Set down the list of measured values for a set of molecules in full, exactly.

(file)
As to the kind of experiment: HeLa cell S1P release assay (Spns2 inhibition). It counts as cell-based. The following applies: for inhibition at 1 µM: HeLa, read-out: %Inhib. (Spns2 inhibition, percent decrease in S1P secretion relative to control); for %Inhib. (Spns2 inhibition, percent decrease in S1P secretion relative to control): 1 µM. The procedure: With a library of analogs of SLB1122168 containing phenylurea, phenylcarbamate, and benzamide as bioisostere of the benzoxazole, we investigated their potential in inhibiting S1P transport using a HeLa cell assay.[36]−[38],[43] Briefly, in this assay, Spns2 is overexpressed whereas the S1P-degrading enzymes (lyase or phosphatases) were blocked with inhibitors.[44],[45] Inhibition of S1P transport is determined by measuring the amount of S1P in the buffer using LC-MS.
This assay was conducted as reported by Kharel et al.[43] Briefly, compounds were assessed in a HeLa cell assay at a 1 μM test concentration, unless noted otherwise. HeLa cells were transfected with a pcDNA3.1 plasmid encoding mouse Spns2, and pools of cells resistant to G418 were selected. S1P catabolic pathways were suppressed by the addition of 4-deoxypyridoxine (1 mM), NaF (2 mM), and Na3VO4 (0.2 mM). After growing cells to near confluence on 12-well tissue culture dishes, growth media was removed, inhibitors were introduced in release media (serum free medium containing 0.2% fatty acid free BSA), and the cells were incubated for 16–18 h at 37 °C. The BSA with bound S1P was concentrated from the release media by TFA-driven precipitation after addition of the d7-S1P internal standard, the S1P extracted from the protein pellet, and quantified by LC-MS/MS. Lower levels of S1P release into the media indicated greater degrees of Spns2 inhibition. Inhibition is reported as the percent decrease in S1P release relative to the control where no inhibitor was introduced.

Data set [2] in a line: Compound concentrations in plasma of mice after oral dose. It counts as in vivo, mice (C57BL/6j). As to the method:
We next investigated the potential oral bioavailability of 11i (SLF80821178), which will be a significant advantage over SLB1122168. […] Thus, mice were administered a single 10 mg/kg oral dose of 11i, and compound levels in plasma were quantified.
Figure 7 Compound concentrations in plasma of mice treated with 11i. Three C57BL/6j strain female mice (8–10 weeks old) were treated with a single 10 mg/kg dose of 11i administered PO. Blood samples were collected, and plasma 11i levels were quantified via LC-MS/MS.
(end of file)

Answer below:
As to the kind of experiment: HeLa cell S1P release assay (Spns2 inhibition). It counts as cell-based. The following applies: for inhibition at 1 µM: HeLa, read-out: %Inhib. (Spns2 inhibition, percent decrease in S1P secretion relative to control); for %Inhib. (Spns2 inhibition, percent decrease in S1P secretion relative to control): 1 µM. The procedure: With a library of analogs of SLB1122168 containing phenylurea, phenylcarbamate, and benzamide as bioisostere of the benzoxazole, we investigated their potential in inhibiting S1P transport using a HeLa cell assay.[36]−[38],[43] Briefly, in this assay, Spns2 is overexpressed whereas the S1P-degrading enzymes (lyase or phosphatases) were blocked with inhibitors.[44],[45] Inhibition of S1P transport is determined by measuring the amount of S1P in the buffer using LC-MS.
This assay was conducted as reported by Kharel et al.[43] Briefly, compounds were assessed in a HeLa cell assay at a 1 μM test concentration, unless noted otherwise. HeLa cells were transfected with a pcDNA3.1 plasmid encoding mouse Spns2, and pools of cells resistant to G418 were selected. S1P catabolic pathways were suppressed by the addition of 4-deoxypyridoxine (1 mM), NaF (2 mM), and Na3VO4 (0.2 mM). After growing cells to near confluence on 12-well tissue culture dishes, growth media was removed, inhibitors were introduced in release media (serum free medium containing 0.2% fatty acid free BSA), and the cells were incubated for 16–18 h at 37 °C. The BSA with bound S1P was concentrated from the release media by TFA-driven precipitation after addition of the d7-S1P internal standard, the S1P extracted from the protein pellet, and quantified by LC-MS/MS. Lower levels of S1P release into the media indicated greater degrees of Spns2 inhibition. Inhibition is reported as the percent decrease in S1P release relative to the control where no inhibitor was introduced.

Data set [2] in a line: Compound concentrations in plasma of mice after oral dose. It counts as in vivo, mice (C57BL/6j). As to the method:
We next investigated the potential oral bioavailability of 11i (SLF80821178), which will be a significant advantage over SLB1122168. […] Thus, mice were administered a single 10 mg/kg oral dose of 11i, and compound levels in plasma were quantified.
Figure 7 Compound concentrations in plasma of mice treated with 11i. Three C57BL/6j strain female mice (8–10 weeks old) were treated with a single 10 mg/kg dose of 11i administered PO. Blood samples were collected, and plasma 11i levels were quantified via LC-MS/MS.